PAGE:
Socially responsible investing refers to choosing investments that combine social factors, corporate actions that reflect such social views, and good investment returns. This type of investing seeks to achieve competitive annualized returns, while making the world a better place or at least assisting to sustain what is left of it.
Investors with a social criteria to their investment philosophy concentrate on several areas such as corporate governance, environmental stewardship, human rights, local community involvement, consumer protection, etc. Generally, products that affect the world negatively are avoided by such investors and as such, companies dealing with tobacco, alcohol, weapons, and gambling are excluded at the screening stage.
Socially Responsible Mutual Funds
The market for socially responsible investors is a booming one and mutual funds dealing with socially responsible companies have grown considerably over the last few years (pdf). Such funds only hold shares of companies that meet certain social, environmental, and moral beliefs as set out in the prospectus and may look out for corporate records that go beyond satisfying required legislations.
Many funds also engage in community investing, which provides capital to community-based organizations. Such organizations offer loans to individual and corporate borrowers, both domestically and internationally. These loans are similar to any other loan made by an institution but the main variant is the selection of the borrower.
In simpler terms, someone seeking a loan to buy a luxury car or a company wanting to start a business manufacturing spare parts for such luxury cars may never be approved, whereas loans for lower income group housing or educational development, both locally and overseas, may get the nod.
Social Investment Organizations
The Forum for Sustainable and Responsible Investment (US SIF) in the US and the Social Investment Organization (SIO) in Canada are national membership associations that include financial institutions, investment firms, and other organizations. They promote socially responsible investing by incorporating governance and environmental criteria into the selection process, while seeking to achieve competitive returns and bring about positive change. There are different indices available that offer ratings and analysis of social, environmental, and governance-related business practices of companies all over the world.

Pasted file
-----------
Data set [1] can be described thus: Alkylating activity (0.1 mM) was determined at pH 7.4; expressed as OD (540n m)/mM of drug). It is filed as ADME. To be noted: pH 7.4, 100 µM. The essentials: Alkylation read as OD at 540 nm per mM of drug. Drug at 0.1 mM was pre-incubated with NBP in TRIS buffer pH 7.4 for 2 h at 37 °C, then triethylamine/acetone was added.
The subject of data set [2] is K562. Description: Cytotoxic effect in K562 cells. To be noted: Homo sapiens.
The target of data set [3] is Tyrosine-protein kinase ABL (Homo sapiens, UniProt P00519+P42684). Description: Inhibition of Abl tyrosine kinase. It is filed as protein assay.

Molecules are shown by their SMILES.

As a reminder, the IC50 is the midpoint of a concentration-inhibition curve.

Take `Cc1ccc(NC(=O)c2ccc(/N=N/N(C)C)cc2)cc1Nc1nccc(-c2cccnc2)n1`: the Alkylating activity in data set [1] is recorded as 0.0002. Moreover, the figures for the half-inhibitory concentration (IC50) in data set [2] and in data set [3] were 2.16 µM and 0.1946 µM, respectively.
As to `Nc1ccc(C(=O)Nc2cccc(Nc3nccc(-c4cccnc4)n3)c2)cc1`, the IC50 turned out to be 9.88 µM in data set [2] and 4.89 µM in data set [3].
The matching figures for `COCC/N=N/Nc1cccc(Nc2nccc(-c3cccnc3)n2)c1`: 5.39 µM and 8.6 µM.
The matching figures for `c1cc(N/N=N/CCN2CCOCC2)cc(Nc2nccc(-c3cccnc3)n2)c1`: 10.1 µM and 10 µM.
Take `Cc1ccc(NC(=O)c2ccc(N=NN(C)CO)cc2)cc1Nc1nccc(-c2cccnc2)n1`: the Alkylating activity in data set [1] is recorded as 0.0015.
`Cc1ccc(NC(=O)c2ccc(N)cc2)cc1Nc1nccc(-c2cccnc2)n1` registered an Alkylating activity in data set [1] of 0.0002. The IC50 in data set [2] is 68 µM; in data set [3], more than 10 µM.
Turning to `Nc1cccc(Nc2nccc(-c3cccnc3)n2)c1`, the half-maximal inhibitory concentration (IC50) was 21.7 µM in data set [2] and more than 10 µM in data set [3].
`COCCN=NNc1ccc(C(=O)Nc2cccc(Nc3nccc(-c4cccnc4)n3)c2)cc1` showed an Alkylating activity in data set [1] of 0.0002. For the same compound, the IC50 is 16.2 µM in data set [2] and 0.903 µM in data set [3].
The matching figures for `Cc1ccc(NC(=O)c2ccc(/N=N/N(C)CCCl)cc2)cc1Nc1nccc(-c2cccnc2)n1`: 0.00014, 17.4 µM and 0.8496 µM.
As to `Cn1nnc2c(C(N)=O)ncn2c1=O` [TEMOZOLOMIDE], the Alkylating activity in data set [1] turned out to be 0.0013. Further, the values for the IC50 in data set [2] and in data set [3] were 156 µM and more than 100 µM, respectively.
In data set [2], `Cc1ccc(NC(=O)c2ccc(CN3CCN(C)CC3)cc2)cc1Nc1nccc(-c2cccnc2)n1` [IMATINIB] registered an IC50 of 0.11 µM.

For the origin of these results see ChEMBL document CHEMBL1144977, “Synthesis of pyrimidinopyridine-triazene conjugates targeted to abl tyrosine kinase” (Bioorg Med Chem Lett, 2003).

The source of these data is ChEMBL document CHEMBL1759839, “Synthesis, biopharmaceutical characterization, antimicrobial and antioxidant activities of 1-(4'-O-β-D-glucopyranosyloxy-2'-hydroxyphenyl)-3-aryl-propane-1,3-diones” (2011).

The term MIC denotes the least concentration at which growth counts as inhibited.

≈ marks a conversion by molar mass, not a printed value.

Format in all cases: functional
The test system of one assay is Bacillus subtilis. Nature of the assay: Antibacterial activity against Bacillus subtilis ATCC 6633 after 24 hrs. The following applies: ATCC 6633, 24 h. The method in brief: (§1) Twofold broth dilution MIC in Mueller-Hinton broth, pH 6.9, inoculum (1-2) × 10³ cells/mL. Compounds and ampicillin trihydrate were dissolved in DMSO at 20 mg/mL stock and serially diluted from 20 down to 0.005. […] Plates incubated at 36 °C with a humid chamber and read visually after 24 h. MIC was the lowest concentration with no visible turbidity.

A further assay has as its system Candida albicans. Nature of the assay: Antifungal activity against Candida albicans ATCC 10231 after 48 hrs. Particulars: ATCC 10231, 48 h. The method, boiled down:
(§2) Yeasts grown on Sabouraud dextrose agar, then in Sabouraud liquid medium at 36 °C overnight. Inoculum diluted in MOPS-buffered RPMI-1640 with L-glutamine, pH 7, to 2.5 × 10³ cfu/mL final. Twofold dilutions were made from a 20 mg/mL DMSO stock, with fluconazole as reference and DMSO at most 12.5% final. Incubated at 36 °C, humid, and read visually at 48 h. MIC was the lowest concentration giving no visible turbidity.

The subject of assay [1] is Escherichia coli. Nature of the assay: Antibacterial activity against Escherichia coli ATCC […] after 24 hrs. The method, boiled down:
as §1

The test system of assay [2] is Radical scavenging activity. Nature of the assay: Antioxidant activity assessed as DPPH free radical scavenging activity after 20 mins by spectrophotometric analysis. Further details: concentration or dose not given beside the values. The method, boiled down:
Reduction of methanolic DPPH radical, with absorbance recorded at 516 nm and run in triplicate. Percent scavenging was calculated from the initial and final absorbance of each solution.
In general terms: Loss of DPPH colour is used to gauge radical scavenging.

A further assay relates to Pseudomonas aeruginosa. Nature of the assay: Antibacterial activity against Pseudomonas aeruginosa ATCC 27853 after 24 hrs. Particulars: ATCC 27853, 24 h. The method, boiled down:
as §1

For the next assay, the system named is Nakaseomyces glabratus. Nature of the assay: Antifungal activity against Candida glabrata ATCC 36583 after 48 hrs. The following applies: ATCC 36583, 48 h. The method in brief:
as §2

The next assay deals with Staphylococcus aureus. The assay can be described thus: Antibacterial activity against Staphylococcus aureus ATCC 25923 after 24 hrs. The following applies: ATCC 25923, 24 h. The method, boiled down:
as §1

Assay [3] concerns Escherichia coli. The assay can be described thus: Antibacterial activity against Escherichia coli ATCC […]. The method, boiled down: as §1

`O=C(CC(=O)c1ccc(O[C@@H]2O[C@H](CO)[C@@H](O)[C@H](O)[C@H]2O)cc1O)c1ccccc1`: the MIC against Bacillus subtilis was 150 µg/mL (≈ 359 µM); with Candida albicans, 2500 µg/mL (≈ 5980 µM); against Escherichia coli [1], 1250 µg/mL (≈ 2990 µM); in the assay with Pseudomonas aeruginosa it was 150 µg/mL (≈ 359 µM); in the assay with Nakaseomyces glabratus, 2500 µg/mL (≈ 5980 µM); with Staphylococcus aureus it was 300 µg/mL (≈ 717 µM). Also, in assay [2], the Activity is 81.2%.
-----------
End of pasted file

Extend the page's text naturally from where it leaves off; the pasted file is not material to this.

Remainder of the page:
Performance of Socially Responsible Funds
It is well-documented that mutual funds have high fees, especially in Canada. So, ethically responsible funds come with similar or higher fees. The higher fees can be attributed to the additional research activities required to screen and select suitable companies meeting the strict guidelines. Also, the smaller assets under management prevent such funds from harnessing the economies of scale typically available to bigger investment firms.
For the Investor
As always, due diligence is required before getting one’s feet wet in this type of investing. As noble as the motto of such funds, it is important for the investor to know the fundamental guiding principles of the fund, fees involved, industries covered (to check for diversification), returns achieved in the past, special tax considerations if any, etc. The Social Funds website maintains a vast database for socially responsible investors and would be a good starting point for interested readers.
With socially responsible mutual funds aplenty, ETFs have not lagged. The iShares Jantzi Social Index Fund, iShares KLD 400 Social Index Fund, and PowerShares WilderHill Clean Energy Portfolio are some players in the ETF market. If you are looking for faith-based ETFs, you will find a few on this page.
Are you a socially responsible investor? If so, how do you invest (individual stocks, mutual funds, or ETFs)? Are you content to overlook governance and social issues for superior returns?
About the Author: Clark works in Saskatchewan and has been working to build his (DIY) investment portfolio, structured for an early retirement. He loves reading (and using the lessons learned) about personal finance, technology and minimalism. You can read his other articles here.
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